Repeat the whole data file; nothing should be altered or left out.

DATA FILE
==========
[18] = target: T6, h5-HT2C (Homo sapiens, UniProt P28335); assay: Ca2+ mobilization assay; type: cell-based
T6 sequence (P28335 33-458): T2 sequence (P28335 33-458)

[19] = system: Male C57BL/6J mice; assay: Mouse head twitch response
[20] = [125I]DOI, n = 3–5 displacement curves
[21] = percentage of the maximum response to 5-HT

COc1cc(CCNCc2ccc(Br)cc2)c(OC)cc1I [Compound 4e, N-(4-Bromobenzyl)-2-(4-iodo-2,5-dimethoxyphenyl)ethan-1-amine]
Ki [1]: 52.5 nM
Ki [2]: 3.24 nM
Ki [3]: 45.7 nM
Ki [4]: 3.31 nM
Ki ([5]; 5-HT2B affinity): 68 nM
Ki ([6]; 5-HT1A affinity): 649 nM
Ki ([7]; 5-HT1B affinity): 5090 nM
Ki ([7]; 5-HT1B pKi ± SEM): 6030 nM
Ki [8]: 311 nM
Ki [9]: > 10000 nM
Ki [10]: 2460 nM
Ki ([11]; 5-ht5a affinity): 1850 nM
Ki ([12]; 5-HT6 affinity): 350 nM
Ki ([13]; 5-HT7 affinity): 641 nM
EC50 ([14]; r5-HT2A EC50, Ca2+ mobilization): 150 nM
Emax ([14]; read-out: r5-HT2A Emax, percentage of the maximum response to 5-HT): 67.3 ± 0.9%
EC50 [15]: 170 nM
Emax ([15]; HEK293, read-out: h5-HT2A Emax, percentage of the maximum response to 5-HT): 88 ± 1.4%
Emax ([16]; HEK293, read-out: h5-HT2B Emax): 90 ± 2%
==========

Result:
[18] = target: T6, h5-HT2C (Homo sapiens, UniProt P28335); assay: Ca2+ mobilization assay; type: cell-based
T6 sequence (P28335 33-458): T2 sequence (P28335 33-458)

[19] = system: Male C57BL/6J mice; assay: Mouse head twitch response
[20] = [125I]DOI, n = 3–5 displacement curves
[21] = percentage of the maximum response to 5-HT

COc1cc(CCNCc2ccc(Br)cc2)c(OC)cc1I [Compound 4e, N-(4-Bromobenzyl)-2-(4-iodo-2,5-dimethoxyphenyl)ethan-1-amine]
Ki [1]: 52.5 nM
Ki [2]: 3.24 nM
Ki [3]: 45.7 nM
Ki [4]: 3.31 nM
Ki ([5]; 5-HT2B affinity): 68 nM
Ki ([6]; 5-HT1A affinity): 649 nM
Ki ([7]; 5-HT1B affinity): 5090 nM
Ki ([7]; 5-HT1B pKi ± SEM): 6030 nM
Ki [8]: 311 nM
Ki [9]: > 10000 nM
Ki [10]: 2460 nM
Ki ([11]; 5-ht5a affinity): 1850 nM
Ki ([12]; 5-HT6 affinity): 350 nM
Ki ([13]; 5-HT7 affinity): 641 nM
EC50 ([14]; r5-HT2A EC50, Ca2+ mobilization): 150 nM
Emax ([14]; read-out: r5-HT2A Emax, percentage of the maximum response to 5-HT): 67.3 ± 0.9%
EC50 [15]: 170 nM
Emax ([15]; HEK293, read-out: h5-HT2A Emax, percentage of the maximum response to 5-HT): 88 ± 1.4%
Emax ([16]; HEK293, read-out: h5-HT2B Emax): 90 ± 2%